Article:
Think you know everything there is to know about Broadway musicals? On this week’s episode of Playbill’s The Tyler Mount Vlog, Mount puts his theatre knowledge to the test with some lesser-known (and somewhat left-of-field) musicals.
Get to know the “obscure” musicals featured in today’s episode by clicking on their Playbill Vault profiles below. The Vault is the largest online Broadway database—search for any Broadway show to see its original Playbill cover, who starred, its Tony Award nominations and wins, and how long the run was.
Flahooley ran for 40 performances in 1951. The musical features a book by E. Y. Harburg and Fred Saidy, music by Sammy Fain, and lyrics by Harburg.
Subways Are For Sleeping ran for 205 performances 1961–1962. The musical features a book and lyrics by Betty Comden and Adolph Green, and music by Jule Styne.
Lady in the Dark ran for 467 performances 1941–42 and returned to Broadway for 83 performances in 1943. The musical features a book by Moss Hart, music by Kurt Weill, and lyrics by Ira Gershwin.
Merlin ran for 199 performances 1982–1983. The musical features a book by Richard Levinson and William Link, music by Elmer Bernstein, and lyrics by Don Black.
Drat! The Cat! ran for eight performances in 1965. The musical features a book and lyrics by Ira Levin, and music by Milton Schafer.
Raisin ran for 847 performances 1973–1975. The musical features a book by Charlotte Zaltzberg and Robert Nemiroff, music by Edwin Judd Woldin, and lyrics by Robert Brittan. The show was nominated for nine Tony Awards and won two, including Best Musical. See a revival of Raisin at the Astoria Performing Arts Center through May 27.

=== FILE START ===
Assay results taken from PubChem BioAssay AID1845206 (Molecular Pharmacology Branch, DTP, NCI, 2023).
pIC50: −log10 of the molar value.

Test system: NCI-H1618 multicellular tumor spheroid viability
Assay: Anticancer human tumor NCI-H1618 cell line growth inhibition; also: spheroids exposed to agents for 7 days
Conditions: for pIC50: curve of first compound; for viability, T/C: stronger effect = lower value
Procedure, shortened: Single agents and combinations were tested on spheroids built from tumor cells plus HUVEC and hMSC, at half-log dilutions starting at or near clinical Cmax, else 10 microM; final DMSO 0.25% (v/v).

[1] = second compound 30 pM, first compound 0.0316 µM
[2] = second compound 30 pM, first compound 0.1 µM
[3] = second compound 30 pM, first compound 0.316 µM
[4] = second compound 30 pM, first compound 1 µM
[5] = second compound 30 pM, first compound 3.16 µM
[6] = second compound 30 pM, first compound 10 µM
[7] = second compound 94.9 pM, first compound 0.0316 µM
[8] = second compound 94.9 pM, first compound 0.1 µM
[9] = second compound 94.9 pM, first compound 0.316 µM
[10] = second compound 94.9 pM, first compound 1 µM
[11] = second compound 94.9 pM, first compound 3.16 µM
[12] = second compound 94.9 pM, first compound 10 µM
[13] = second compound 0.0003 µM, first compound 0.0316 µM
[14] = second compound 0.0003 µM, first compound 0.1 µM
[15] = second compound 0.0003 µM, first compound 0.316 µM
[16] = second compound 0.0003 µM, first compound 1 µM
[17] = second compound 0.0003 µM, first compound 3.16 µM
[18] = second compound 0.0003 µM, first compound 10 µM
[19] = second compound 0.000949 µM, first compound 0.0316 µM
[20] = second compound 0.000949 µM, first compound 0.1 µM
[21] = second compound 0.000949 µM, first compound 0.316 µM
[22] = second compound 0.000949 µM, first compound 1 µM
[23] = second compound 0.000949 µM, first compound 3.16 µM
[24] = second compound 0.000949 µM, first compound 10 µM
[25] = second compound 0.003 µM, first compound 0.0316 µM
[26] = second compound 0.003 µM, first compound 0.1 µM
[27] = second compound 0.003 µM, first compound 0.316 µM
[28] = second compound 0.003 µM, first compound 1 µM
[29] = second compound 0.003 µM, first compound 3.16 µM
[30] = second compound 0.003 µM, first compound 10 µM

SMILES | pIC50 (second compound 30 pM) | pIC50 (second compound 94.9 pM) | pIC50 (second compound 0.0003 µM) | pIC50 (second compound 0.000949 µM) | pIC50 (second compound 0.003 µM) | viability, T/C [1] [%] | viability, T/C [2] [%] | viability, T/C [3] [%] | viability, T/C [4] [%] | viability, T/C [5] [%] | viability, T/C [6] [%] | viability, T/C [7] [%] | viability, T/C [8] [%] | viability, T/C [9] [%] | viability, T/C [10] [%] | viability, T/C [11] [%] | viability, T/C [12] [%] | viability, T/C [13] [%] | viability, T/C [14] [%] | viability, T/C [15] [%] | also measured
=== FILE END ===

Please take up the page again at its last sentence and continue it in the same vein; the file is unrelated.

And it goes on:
Lorelei ran for 320 performances in 1974. The musical features a book by Jule Styne and lyrics by Leo Robin.
Fade Out - Fade In ran for 271 performances 1964–1965. The musical features a book and lyrics by Betty Comden and Adolph Green, and music by Jule Styne.
Jule Styne and Bob Merrill’s 1971 musical Prettybelle never actually made it to the Great White Way despite starring Broadway darling Angela Lansbury. The show closed in its Boston tryout interrupting Lansbury’s string of Tony Award-winning performances that started with Mame in 1966, through Dear World in 1969, Gypsy in 1975 and Sweeney Todd in 1979.
Redhead ran for 452 performances 1959–1960. The musical features a book by Herbet Fields, Dorothy Fields, David Shaw, and Sidney Sheldon, music by Albert Hague, and lyris by Dorothy Fields.
Look back at the 10 obscure musicals below: